5. Come on, Bessarion, let’s both run away. You are closest to the danger and I am closest. In just a bit, the Turkish navy will be at Brindisi close to Naples and close to Rome. With the Venetians defeated, any land whatsoever can be dominated by sea. They can transport over into Apulia many thousands of soldiers, which they have lots of. They will make incursions into the Neapolitan and Roman countryside. Let’s get out of here, I say, before they seize you and me both. They hate my name and yours because of me, even though I have been responsible for no injury to them (not that I don’t want to, but I haven’t had been able to). I’ve said a lot against them. I’ve explained the danger they pose to us. I’ve foretold it, I’ve begged them, I’ve predicted it, but my words have fallen on deaf ears. It’s not like they lacked the desire to, since they are very much their enemies. They ought to make good on it. Come on, let’s go somewhere else.

6. Wow. Bessarion’s delirious. He’s going crazy. He’s a frigid, cowardly old man. Of course, Bessarion’s not going crazy, Bessarion. You are my witness. You were there with me at Bologna during Easter when that most unlucky messenger brought word of the fall of Byzantium. Everything that followed subsequently I predicted not because of any great intelligence of mine or art of divination, but because it all was obvious to anyone free from private cares and concerns. However, they thought I was crazy and given to flights of fancy. I was the butt of a good number of jokes at that point, as you know. But nevertheless, as painful as it was, everything I predicted happened. Let the people who hear these words beware so the same thing doesn’t happen in the future.

7. But Bessarion is not as cowardly, as some people would like to think. In spite of his lack of weapons, status as monk, and age, he could still exhibit and show greater sprit than some people would believe. Christian princes just have to want to do what they can, what they ought to. Bessarion himself would take the field without arms along with soldiers and well armed fighters for the Cross to seek out hostile forces, and he would take you along with him, Bessarion. But why are they all asleep and fighting among themselves, each wishing for the other’s destruction, laboring for it, and meditating it? Should one Bessarion with another, both physically infirm old men whose strength is broken, resist the Turk, whose power and fury are great, and who hungers for Christian blood?[6] That would be pointless, stupid, and useless.

8. Come on, let’s go somewhere else. Let’s let the princes of Italy take care of it. They have both abandoned us and don’t listen to us at all, even though it’s as if we’re screaming, predicting, and reporting the dangers in front of our eyes from a lookout post. Let’s let the Pope take care of his affairs and the defense of temporal affairs (The faith is after all something Christ, as its founder and propagator, promised he would preserve, which would not be lacking until the end of times). Let’s let the most serene king of Sicily care for and defend his realm. Their affair will be with a nearby, most powerful enemy. Let the people of Tuscany, Liguria, Milan, and Venice see how they are taken care of. There is no love between sheep and wolves. There is no law of friendship between wicked men and Christians. This is not an enemy who can be pacified with gifts, presents, or treaties. He desires to dominate, rule, and command. He desires to subjugate everyone to himself. The enemy will overrun every kingdom. He will easily come to Rome. Blast Italy, blast all you Christians, blast you blind men!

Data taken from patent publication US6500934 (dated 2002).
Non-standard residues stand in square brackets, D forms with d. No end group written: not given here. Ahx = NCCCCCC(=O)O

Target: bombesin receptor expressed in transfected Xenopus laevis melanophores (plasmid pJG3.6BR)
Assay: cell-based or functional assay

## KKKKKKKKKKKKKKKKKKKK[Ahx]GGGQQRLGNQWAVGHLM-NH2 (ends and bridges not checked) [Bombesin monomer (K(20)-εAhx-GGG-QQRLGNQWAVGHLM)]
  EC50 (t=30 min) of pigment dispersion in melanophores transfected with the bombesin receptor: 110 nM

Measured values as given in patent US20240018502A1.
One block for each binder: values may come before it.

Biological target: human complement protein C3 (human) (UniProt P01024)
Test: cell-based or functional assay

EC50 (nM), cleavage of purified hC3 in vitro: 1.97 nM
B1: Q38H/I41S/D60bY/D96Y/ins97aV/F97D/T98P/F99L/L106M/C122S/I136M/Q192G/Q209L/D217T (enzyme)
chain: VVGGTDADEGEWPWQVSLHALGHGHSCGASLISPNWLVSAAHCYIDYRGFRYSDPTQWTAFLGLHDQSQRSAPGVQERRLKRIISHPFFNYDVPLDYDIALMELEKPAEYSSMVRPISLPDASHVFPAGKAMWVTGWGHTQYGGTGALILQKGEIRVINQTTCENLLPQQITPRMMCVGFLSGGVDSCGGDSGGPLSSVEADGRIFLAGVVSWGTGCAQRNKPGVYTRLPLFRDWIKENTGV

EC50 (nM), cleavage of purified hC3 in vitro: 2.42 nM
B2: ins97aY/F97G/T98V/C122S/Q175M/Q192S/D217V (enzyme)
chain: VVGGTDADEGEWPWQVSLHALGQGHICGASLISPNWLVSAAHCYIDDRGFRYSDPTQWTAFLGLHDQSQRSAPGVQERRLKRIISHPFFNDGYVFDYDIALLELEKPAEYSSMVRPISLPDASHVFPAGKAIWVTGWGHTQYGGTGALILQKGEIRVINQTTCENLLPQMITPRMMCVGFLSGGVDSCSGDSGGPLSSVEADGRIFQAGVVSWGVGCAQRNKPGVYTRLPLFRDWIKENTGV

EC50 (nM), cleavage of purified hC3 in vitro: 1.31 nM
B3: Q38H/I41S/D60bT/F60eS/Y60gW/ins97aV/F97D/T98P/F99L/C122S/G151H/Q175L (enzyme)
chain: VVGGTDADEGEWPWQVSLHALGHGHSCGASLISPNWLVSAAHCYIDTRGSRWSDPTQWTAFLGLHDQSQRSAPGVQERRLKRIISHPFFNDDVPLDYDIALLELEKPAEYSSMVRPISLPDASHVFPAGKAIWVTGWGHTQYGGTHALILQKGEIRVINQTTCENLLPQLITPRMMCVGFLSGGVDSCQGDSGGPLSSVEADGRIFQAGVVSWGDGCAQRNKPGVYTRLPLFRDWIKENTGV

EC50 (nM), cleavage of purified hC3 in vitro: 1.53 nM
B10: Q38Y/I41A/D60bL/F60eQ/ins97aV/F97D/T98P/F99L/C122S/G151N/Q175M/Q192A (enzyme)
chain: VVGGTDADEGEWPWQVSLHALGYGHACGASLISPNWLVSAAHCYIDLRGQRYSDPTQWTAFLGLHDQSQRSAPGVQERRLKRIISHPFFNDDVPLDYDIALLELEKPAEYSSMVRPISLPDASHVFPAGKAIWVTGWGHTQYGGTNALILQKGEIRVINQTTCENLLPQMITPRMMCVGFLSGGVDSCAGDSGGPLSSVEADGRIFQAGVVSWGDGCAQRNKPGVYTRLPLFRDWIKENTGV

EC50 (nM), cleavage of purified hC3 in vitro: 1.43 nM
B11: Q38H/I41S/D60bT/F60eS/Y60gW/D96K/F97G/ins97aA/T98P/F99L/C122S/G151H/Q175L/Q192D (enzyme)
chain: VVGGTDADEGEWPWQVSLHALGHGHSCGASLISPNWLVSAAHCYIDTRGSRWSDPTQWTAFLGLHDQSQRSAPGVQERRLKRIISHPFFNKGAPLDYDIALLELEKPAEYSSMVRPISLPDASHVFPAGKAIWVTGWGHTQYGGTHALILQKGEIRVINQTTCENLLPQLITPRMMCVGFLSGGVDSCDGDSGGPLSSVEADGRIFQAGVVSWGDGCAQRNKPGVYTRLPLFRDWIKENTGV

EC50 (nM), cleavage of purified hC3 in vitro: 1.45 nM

9. Come on, Bessarion, let’s seek out solitude and deserted places. We’ve seen enough of this world. You and I have little time left to live as I’m the older one and you’re the more handicapped. If there way any way whatsoever we could still be of service to the Christian commonwealth, we should obviously stay and keep working for it. But as for me, I have done no good in spite of all the years I’ve spent trying the best I could and my position as cardinal. Although you profit from the sanctity of the regulated life[7], you would profit more from the contemplative life with me in some deserted place, if Christians persist in their fighting. Come on, let’s only live for God and ourselves. He who satisfies the winged creatures of the sky and the beasts of the countryside with his clemency will feed us. It wouldn’t be hard or difficult for divine liberality to satisfy two men for the short time that we have left.

10. Godspeed and pray for the salvation of Christians and myself. Rome, August 5, 1470.

11. The Cardinal Bessarion, bishop of Nicaea with his own hand.[8]

[1] The point isn’t clear in this version of the letter, but in his revised official version this phrase was clarified to say “Accelerandum est, Bessario, ut vel ex hoc saeculo Deo volente migremus in aevum illud sempiternum… [Bessarion, let’s hurry up and either get out of this time, God willing, to that eternal time…]
[2] The Byzantine capital in Constantinople was seized in May 1453 as one of the initial conquests of the Turkish sultan Mehmed II.
[3] This is actually not true. The Venetians were sending aid, but the city fell before the aid could arrive.
[4] Euboea was the island Negropont was located on before it was seized by the Turks from the Venetians as described in section 1 as well as section 4.
[5] The straight between Europe and Asia near Gallipolli and what is believed to be the ancient site of Troy.
[6] The Latin has sanguinem Christianorum anhelanti, lit. ‘panting for Christian blood.’ The metaphor I believe is recalling how a dog pants for food.
[7] That is, living in a monastery and following the rule of the monastery.
[8] Bessarion signs signifying he wrote this himself and didn’t have some transcribe his words.